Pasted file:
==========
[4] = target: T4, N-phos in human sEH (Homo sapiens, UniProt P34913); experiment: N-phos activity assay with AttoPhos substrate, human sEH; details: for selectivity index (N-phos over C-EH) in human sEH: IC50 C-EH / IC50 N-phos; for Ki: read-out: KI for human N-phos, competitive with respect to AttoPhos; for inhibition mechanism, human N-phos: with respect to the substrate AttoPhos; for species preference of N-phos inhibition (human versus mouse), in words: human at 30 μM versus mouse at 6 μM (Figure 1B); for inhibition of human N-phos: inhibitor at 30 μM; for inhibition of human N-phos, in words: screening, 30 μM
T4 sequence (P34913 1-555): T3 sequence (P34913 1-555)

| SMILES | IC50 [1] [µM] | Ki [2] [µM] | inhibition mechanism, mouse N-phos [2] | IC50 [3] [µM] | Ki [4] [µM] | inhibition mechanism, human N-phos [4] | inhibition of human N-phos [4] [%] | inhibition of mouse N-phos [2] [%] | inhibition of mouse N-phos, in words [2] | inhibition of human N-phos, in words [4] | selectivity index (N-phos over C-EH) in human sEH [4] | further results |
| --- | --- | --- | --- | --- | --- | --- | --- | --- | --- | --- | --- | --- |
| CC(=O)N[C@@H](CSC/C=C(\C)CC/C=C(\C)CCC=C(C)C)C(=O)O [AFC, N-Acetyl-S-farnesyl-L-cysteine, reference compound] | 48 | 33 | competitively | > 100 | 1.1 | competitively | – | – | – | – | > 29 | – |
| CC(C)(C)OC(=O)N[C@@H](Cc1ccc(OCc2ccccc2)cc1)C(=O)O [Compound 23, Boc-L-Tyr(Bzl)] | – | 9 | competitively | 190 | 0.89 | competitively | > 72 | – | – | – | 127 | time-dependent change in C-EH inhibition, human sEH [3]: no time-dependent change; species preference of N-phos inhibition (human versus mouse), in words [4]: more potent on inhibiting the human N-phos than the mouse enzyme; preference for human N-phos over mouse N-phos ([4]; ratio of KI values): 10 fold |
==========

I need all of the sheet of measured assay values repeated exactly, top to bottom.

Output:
[4] = target: T4, N-phos in human sEH (Homo sapiens, UniProt P34913); experiment: N-phos activity assay with AttoPhos substrate, human sEH; details: for selectivity index (N-phos over C-EH) in human sEH: IC50 C-EH / IC50 N-phos; for Ki: read-out: KI for human N-phos, competitive with respect to AttoPhos; for inhibition mechanism, human N-phos: with respect to the substrate AttoPhos; for species preference of N-phos inhibition (human versus mouse), in words: human at 30 μM versus mouse at 6 μM (Figure 1B); for inhibition of human N-phos: inhibitor at 30 μM; for inhibition of human N-phos, in words: screening, 30 μM
T4 sequence (P34913 1-555): T3 sequence (P34913 1-555)

| SMILES | IC50 [1] [µM] | Ki [2] [µM] | inhibition mechanism, mouse N-phos [2] | IC50 [3] [µM] | Ki [4] [µM] | inhibition mechanism, human N-phos [4] | inhibition of human N-phos [4] [%] | inhibition of mouse N-phos [2] [%] | inhibition of mouse N-phos, in words [2] | inhibition of human N-phos, in words [4] | selectivity index (N-phos over C-EH) in human sEH [4] | further results |
| --- | --- | --- | --- | --- | --- | --- | --- | --- | --- | --- | --- | --- |
| CC(=O)N[C@@H](CSC/C=C(\C)CC/C=C(\C)CCC=C(C)C)C(=O)O [AFC, N-Acetyl-S-farnesyl-L-cysteine, reference compound] | 48 | 33 | competitively | > 100 | 1.1 | competitively | – | – | – | – | > 29 | – |
| CC(C)(C)OC(=O)N[C@@H](Cc1ccc(OCc2ccccc2)cc1)C(=O)O [Compound 23, Boc-L-Tyr(Bzl)] | – | 9 | competitively | 190 | 0.89 | competitively | > 72 | – | – | – | 127 | time-dependent change in C-EH inhibition, human sEH [3]: no time-dependent change; species preference of N-phos inhibition (human versus mouse), in words [4]: more potent on inhibiting the human N-phos than the mouse enzyme; preference for human N-phos over mouse N-phos ([4]; ratio of KI values): 10 fold |